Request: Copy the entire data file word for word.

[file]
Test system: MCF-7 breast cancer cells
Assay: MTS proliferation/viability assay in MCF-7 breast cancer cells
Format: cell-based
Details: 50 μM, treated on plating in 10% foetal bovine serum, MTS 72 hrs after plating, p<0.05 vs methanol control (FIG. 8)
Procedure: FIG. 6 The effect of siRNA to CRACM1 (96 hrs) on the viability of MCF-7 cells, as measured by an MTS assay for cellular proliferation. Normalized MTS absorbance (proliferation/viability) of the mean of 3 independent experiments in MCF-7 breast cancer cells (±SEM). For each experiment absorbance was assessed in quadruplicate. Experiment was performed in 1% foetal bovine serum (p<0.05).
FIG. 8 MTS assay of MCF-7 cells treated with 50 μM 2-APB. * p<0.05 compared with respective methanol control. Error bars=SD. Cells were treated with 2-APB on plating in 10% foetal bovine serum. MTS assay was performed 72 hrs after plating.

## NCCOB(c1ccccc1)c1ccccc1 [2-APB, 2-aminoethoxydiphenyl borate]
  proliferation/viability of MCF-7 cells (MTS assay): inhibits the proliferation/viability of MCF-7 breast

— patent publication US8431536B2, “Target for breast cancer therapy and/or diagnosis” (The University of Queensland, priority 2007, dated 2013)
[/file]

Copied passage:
Test system: MCF-7 breast cancer cells
Assay: MTS proliferation/viability assay in MCF-7 breast cancer cells
Format: cell-based
Details: 50 μM, treated on plating in 10% foetal bovine serum, MTS 72 hrs after plating, p<0.05 vs methanol control (FIG. 8)
Procedure: FIG. 6 The effect of siRNA to CRACM1 (96 hrs) on the viability of MCF-7 cells, as measured by an MTS assay for cellular proliferation. Normalized MTS absorbance (proliferation/viability) of the mean of 3 independent experiments in MCF-7 breast cancer cells (±SEM). For each experiment absorbance was assessed in quadruplicate. Experiment was performed in 1% foetal bovine serum (p<0.05).
FIG. 8 MTS assay of MCF-7 cells treated with 50 μM 2-APB. * p<0.05 compared with respective methanol control. Error bars=SD. Cells were treated with 2-APB on plating in 10% foetal bovine serum. MTS assay was performed 72 hrs after plating.

## NCCOB(c1ccccc1)c1ccccc1 [2-APB, 2-aminoethoxydiphenyl borate]
  proliferation/viability of MCF-7 cells (MTS assay): inhibits the proliferation/viability of MCF-7 breast

— patent publication US8431536B2, “Target for breast cancer therapy and/or diagnosis” (The University of Queensland, priority 2007, dated 2013)